Historic Native Peoples of Texas

Cabeza de Vaca writes that he traded Native coastal export items, such as cones and other pieces of sea snail, conchs used for cutting, seabeads, and a fruit like a bean that the Indians valued very highly, using it for a medicine and for a ritual beverage in their dances and festivities. He brought back from the interior to the coastal Indians animal skins, hard canes for arrows, flint for arrowheads, with sinews and cement to attach them, tassels of deer hair, which the Indians dyed red, and red ocher, which the Natives rubbed on their faces.15 In the Introduction, I mentioned the use of red ocher by modern H. sapiens ca. 30,000 years ago and Neanderthal even earlier to paint their own bodies and to sprinkle on the body of the deceased before burial. Although Cabeza de Vaca does not disclose where he first saw bison, he writes that he saw them on several occasions and notes that bison were plentiful and attracted distant hunters who had bison hides to trade. As noted later, Spanish chroniclers encountered bison hunters from northern Mexico and the Plains near the lower Colorado. After spending almost five years along the lower Brazos basin and inland throughout his trade area, Cabeza de Vaca and his companion Lope de Oviedo in 1533 moved together southwest from the Charruco Indians to stay for a short visit with a small tribe or band called the Deaguane, who lived along the coast between the Charruco and Matagorda Bay. The author writes that the Mendica Indians lived inland from the Deaguane. Cabeza de Vaca reports that while he was with the Deaguane, the Quevene Indians (probably a Karankawan band from the Matagorda Bay area) attacked the Deaguane encampment at midnight, killing three Indians and wounding many others. In retaliation, the Deaguane attacked a Quevene village early the following morning, killing five of the enemy. Apparently the distance traveled from the Deaguane camp to the Quevene was covered in about four to six hours or less. This projected distance of twenty or thirty miles traveled in four to six hours is consistent with the projection that the Deaguane lived in eastern Matagorda County east of the Colorado River and that the Quevene was a Matagorda Bay tribe associated with the Karankawa. These raids between the Deaguane and Quevene are one of the few occasions involving bloody warfare that Cabeza de Vaca describes between close Indian neighbors. This report suggests that the Colorado River represented some form of tribal boundary that separated the Matagorda Bay Quevene in Area III from their enemy the Deaguane, who lived a short distance northeast of the bay area and east of the Colorado River in Area I.16 Therefore, the eastern boundary of the Karankawa may have been near the Colorado River, as projected by Robert A. Ricklis. It is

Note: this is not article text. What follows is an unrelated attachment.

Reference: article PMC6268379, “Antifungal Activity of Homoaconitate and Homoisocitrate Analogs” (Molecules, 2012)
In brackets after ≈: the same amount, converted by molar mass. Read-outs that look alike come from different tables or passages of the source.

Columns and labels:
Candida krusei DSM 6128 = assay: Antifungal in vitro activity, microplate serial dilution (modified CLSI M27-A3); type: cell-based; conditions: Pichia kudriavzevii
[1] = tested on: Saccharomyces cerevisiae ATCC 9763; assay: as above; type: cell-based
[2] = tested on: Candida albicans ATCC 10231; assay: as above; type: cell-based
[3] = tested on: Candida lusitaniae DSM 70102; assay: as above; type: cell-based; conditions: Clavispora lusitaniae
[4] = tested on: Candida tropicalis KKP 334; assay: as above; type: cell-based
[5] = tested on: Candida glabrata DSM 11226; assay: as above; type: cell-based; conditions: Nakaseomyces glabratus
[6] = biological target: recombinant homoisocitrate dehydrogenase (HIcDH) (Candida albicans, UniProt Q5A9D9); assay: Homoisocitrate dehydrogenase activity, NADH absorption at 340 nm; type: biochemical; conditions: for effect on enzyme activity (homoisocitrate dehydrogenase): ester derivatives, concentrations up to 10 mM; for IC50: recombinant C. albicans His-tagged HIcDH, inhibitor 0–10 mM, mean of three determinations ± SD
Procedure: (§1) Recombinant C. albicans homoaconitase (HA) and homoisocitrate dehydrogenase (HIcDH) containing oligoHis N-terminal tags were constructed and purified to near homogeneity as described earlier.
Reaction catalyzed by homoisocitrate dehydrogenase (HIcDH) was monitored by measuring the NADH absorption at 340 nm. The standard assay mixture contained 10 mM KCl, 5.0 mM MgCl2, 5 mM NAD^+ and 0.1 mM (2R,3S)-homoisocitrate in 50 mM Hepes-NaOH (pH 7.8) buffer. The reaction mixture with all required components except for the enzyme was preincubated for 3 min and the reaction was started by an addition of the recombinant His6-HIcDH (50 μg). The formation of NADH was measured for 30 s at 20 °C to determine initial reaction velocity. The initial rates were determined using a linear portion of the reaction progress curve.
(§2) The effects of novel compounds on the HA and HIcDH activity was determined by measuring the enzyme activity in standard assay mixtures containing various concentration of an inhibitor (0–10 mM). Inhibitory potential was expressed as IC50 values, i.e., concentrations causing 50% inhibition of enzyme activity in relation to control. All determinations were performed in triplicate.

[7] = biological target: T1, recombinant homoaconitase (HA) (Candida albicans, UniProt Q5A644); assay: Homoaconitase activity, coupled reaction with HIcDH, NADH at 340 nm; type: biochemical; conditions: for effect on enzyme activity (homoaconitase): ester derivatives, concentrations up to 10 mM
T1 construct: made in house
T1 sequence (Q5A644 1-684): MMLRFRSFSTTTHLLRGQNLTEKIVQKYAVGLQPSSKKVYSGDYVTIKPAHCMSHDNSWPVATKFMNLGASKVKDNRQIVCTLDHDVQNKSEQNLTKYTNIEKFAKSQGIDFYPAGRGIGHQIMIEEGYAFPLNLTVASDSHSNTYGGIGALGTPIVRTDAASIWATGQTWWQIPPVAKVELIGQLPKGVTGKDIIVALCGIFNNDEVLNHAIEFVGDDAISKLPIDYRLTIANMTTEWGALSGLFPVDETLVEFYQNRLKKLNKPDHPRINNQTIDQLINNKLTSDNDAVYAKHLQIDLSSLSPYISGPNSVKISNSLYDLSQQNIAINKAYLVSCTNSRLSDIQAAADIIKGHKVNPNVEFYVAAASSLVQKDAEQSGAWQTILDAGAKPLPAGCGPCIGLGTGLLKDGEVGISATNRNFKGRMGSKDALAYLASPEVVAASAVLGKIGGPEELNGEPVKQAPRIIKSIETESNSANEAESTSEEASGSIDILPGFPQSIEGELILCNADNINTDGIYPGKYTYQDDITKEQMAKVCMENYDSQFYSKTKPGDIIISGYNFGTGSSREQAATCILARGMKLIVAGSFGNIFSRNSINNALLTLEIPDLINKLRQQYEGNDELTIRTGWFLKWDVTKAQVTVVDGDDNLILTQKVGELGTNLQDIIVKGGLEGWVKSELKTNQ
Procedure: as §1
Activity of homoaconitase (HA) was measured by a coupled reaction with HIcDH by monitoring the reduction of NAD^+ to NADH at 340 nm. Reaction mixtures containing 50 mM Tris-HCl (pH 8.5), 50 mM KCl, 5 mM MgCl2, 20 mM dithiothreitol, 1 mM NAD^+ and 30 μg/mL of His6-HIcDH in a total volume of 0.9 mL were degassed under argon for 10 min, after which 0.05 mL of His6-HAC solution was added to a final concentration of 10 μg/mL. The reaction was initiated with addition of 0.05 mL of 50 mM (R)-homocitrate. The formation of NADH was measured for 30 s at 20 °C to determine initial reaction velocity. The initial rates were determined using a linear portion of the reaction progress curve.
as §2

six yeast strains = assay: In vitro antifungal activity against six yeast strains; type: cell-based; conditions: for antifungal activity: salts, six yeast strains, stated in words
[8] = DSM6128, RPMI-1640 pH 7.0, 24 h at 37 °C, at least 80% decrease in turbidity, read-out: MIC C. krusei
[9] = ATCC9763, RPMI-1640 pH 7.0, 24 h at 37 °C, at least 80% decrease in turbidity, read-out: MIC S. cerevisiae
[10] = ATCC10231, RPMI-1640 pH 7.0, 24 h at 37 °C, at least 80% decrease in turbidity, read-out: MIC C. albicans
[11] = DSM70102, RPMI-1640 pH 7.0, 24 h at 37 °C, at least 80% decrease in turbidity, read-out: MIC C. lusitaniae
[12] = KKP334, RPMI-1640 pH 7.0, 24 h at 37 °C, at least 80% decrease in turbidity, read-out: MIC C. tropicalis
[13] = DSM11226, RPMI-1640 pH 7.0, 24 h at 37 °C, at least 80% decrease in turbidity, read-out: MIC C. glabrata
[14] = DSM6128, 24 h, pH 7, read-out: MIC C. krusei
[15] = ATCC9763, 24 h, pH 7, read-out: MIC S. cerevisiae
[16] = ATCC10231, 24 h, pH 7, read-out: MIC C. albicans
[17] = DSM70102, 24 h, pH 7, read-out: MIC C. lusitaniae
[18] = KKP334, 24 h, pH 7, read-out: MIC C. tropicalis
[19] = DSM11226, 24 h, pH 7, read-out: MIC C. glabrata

Between the Lower Brazos and the Lower Colorado Rivers

25

also significant that Cabeza de Vaca reports that the warfare was brought to a truce by a delegation of Quevene women who visited the Deaguane to obtain peace soon after the exchange of attacks. A short time later, Deaguane guides escorted Cabeza de Vaca and his companion Lope de Oviedo farther down the coast to a bay that Cabeza de Vaca (like Dorantes before him) identified as “Espiritu Santo,” or present Matagorda Bay. Moving westward along Matagorda Peninsula the two Spaniards and the Deaguane women who served as guides met the Quevene. This report probably places the Quevene in Calhoun County on the western shore of Matagorda Bay in the Karankawa territory of Area III. The Quevene admitted that earlier they had killed three of Dorantes’ comrades, and they then threatened to kill Cabeza de Vaca and Lope. This threat frightened Lope into returning eastward back up the coast with the Deaguane women, leaving Cabeza de Vaca alone. We have no further word regarding Lope who, after living over four years with the Native people near the Texas coast, was perhaps fully acculturated. Although the feisty and mean-spirited Quevene frightened Lope into returning up the coast, Cabeza de Vaca remained in the bay area in Area III with the Quevene for a brief time. His travels westward into Area III conclude Cabeza de Vaca’s report on the Indians living in Area I, as the Matagorda Bay Indians will be considered later. Despite the clear identification by Cabeza de Vaca of the relative location of the Capoque, Charruco, Deaguane, and Mendica Indian tribes, writers have often incorrectly located the Native groups. Although it has not been possible to equate convincingly the Charruco, Deaguane, or Mendica with any tribes named in subsequent Spanish or French expedition accounts, some anthropologists have tentatively equated the Capoque with the Coco, a tribe identified in the general area by several Spanish expedition diarists. This issue is developed later in the chapter as more information on the Coco is analyzed from late sixteenth- and seventeenth-century Spanish documents. In 1542, about eight years after Cabeza de Vaca departed Area I and moved westward into Area III, the Spanish expedition leader Luis de Moscoso and his men visited eastern and south-central regions of Texas. These Spaniards were hearty members of the Hernando de Soto expedition, which had landed initially in Florida three years earlier. Moscoso had accepted command of the expedition after De Soto died earlier that year. Moscoso’s troops marched into East Texas, probably as far as the homeland of the Hasinai Caddo on San Pedro Creek in Houston County. Among the Hasinai the Spaniards found evidence of interaction and trade with the Native people of northern Mexico and the American 26